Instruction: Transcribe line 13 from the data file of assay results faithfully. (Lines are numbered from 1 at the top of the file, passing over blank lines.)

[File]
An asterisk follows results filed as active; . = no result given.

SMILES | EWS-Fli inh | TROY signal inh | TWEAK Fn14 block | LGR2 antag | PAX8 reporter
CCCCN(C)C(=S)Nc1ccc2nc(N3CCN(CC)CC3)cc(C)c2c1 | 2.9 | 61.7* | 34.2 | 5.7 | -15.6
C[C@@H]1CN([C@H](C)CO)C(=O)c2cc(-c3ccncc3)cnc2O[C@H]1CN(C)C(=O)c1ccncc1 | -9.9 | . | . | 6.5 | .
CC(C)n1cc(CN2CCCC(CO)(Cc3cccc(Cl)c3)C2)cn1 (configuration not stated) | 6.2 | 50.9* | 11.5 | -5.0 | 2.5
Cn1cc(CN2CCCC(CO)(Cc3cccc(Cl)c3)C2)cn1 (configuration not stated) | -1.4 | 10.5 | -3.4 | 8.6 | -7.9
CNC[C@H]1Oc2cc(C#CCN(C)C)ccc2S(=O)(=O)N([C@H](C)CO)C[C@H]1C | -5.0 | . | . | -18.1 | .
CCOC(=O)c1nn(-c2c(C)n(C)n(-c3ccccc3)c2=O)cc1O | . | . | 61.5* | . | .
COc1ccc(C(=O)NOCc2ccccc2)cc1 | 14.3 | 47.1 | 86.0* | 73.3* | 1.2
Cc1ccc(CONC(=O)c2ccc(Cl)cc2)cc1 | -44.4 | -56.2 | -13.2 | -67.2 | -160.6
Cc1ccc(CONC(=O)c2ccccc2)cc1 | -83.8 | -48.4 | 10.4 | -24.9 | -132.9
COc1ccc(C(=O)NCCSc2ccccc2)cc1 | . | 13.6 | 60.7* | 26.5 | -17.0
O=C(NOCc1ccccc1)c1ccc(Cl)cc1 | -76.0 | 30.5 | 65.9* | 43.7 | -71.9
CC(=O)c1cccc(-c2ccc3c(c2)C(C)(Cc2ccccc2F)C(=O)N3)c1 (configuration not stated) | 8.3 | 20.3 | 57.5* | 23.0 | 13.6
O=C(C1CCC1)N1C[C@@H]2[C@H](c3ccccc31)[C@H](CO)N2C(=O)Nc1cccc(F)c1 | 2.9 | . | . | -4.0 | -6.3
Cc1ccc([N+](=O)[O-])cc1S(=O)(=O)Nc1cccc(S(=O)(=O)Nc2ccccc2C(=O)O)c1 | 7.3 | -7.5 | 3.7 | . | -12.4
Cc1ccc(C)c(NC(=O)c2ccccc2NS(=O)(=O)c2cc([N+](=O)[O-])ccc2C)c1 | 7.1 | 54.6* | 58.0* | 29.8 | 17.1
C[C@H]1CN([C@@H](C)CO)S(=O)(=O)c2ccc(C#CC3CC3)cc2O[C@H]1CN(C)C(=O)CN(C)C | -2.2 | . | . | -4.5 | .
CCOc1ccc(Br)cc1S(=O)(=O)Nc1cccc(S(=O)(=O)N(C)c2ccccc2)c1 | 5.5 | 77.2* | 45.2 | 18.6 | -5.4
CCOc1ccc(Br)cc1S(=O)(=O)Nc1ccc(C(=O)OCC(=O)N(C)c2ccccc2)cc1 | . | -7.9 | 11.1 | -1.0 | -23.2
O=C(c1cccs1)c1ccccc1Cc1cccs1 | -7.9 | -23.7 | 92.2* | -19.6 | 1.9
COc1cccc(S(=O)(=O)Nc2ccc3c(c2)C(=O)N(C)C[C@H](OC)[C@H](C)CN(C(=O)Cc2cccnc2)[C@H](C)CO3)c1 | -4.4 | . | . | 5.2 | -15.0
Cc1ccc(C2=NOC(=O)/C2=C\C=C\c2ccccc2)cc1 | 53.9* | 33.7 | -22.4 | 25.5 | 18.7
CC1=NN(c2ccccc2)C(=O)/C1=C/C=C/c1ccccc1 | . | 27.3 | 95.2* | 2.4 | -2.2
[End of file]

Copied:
O=C(NOCc1ccccc1)c1ccc(Cl)cc1 | -76.0 | 30.5 | 65.9* | 43.7 | -71.9